— This is the script of CNBC's news report for China's CCTV on March 30, Monday.
Welcome to CNBC Business Daily, I'm Qian Chen.
Talks over Iran's nuclear program between Iran and the P-6-the five permanent members of the United Nations Security Council plus Germany continue to weigh on the oil market.
By Tuesday, once a deal is reached, it could add oil to an already oversupplied market if sanctions against Tehran are lifted.
According to Shipbroker E.A. Gibson, the amount of Iranian oil stored on tankers is rising. More than 30 million barrels, this is the most - aside from September - that has been held offshore since August 2013.
Iran holds nearly 10 percent of the global crude oil reserves, however, currently it is exporting just over half its 2011 levels, before sanctions were introduced by the West.
Analysts say, this will heap more pressure on OPEC producers, which have already been struggling with low oil prices.
[Warren Gilman, chairman & CEO, CEF Holdings] "Clearly the price of oil has not fallen enough, fallen enough to cause that fall to occur, add on to that, the potencial 24 to 48 hours with a deal with Iran, which we will see new supplies coming on to the world market. If that is to occur, that would be immediate stimulus for drop in the price down to the 40 dollar range to WTI."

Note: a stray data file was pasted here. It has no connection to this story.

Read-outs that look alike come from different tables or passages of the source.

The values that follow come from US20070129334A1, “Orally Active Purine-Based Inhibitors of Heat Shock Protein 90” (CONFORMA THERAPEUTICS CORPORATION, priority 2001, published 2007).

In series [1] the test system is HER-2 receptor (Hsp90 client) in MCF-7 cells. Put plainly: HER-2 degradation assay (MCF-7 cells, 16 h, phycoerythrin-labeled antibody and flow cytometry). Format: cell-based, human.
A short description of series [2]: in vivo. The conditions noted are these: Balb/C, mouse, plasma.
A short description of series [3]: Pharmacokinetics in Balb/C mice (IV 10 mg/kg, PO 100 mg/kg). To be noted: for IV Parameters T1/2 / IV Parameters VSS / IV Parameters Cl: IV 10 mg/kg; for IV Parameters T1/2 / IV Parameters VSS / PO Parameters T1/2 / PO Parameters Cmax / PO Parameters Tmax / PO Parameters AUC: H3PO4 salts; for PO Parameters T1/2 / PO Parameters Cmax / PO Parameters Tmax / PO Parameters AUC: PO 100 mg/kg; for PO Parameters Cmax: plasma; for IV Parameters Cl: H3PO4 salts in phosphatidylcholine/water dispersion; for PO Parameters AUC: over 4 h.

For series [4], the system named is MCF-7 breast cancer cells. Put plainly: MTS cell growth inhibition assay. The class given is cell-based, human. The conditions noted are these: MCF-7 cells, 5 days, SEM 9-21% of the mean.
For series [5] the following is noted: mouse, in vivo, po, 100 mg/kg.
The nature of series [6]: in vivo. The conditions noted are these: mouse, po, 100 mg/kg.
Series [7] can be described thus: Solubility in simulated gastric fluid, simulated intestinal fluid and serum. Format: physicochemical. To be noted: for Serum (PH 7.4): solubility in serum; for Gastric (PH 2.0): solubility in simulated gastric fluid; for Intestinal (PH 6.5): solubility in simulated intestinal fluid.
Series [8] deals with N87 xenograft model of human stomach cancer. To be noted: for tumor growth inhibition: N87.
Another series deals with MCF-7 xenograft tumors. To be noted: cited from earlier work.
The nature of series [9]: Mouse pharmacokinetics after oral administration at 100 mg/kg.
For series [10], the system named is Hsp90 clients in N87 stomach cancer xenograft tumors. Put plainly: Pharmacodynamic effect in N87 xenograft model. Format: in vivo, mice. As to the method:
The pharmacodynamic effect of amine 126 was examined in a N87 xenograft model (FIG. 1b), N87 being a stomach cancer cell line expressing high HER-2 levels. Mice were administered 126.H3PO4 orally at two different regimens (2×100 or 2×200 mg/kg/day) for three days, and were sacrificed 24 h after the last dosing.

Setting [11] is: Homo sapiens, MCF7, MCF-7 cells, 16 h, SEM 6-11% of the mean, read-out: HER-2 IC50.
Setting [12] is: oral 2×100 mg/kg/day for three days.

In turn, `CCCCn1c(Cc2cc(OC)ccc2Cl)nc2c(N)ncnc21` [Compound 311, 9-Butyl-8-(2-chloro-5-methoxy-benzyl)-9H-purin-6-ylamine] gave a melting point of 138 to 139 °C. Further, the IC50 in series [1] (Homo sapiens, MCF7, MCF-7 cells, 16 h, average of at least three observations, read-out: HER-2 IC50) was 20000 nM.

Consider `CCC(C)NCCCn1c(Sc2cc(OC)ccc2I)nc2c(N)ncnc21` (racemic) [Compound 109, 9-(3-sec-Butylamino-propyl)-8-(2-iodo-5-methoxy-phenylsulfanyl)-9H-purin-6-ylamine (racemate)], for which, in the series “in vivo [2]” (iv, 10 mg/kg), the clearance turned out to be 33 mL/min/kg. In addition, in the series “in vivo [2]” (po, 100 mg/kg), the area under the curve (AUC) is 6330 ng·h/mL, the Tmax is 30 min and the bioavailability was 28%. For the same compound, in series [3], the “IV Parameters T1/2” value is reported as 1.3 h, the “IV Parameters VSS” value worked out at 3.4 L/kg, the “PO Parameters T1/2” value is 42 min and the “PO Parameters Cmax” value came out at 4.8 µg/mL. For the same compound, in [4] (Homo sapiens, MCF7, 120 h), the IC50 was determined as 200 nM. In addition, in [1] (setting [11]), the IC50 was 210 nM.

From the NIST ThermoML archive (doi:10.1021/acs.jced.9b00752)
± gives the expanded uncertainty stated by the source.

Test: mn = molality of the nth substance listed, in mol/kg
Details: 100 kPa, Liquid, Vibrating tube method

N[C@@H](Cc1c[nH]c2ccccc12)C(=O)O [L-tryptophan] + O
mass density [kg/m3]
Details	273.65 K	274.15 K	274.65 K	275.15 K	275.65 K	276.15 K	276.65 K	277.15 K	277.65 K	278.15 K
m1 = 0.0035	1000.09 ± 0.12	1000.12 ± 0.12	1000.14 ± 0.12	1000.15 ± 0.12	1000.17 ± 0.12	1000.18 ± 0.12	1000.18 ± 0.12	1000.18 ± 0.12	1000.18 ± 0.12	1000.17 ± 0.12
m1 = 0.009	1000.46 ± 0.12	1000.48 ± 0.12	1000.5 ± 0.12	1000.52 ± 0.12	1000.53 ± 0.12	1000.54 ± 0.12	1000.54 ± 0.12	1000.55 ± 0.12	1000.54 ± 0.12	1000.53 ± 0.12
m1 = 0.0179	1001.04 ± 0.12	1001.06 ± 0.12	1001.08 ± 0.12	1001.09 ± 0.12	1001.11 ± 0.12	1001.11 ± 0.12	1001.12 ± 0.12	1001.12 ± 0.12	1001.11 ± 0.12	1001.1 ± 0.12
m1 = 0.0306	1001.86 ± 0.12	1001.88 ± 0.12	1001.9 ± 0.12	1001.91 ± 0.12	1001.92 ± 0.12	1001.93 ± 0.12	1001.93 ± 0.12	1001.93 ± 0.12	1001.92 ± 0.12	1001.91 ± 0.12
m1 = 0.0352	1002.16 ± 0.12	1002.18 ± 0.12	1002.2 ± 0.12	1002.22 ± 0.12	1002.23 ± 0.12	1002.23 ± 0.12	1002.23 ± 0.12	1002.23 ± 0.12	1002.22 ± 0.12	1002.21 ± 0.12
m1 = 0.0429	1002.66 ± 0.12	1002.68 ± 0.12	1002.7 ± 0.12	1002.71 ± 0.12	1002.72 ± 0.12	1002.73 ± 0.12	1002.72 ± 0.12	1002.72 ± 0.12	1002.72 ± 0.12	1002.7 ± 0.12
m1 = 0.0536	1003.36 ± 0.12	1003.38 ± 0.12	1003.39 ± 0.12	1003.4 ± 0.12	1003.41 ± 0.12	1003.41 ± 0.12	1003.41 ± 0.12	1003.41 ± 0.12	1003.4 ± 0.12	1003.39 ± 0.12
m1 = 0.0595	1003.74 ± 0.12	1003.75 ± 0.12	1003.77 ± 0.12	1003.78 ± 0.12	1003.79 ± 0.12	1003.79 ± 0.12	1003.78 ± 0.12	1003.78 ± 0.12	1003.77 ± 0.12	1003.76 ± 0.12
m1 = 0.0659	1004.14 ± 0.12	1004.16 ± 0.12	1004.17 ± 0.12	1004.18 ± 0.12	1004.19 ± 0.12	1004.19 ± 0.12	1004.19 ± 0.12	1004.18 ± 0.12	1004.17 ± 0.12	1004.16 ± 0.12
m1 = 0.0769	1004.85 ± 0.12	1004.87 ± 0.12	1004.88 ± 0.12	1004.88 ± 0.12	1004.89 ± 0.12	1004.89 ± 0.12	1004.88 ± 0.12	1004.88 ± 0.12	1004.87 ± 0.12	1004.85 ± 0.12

But some other experts believe geopolitical concerns among investors will support the oil rebounding, especially IF there's no deal reached from the Iran nuclear talks.
Officials of Yemen's embattled government have expressed confidence that a Saudi-backed offensive would suppress rebels who have torn the country apart, but outside experts are less sure that the Saudis will bring things under control anytime soon.
We talked about the importance of Yemen's geographic location earlier.
And Investors are still worried about whether the safety of oil shipments in the region will be affected by Yemen's situation.
Here's what Jonathan Barratt, Chief Investment Offier from Ayers Alliance Securities has to say.
[JONATHAN BARRATT, Ayers Alliance Securities CIO] "I think people are going to start to think, they are gonna price some geopolitical risk in, and I think that's going to support price. So let's say, what obviously happening in Iran at the moment with the nucelar, let's say what's happening in Yemen, and I think any deep will be well supported, as people value the geopolitical concern."
Oil prices might face some volatilities this week, with investors waiting for Iran nuclear talks' outcome.
CNBC's Qian Chen, reporting from Singapore.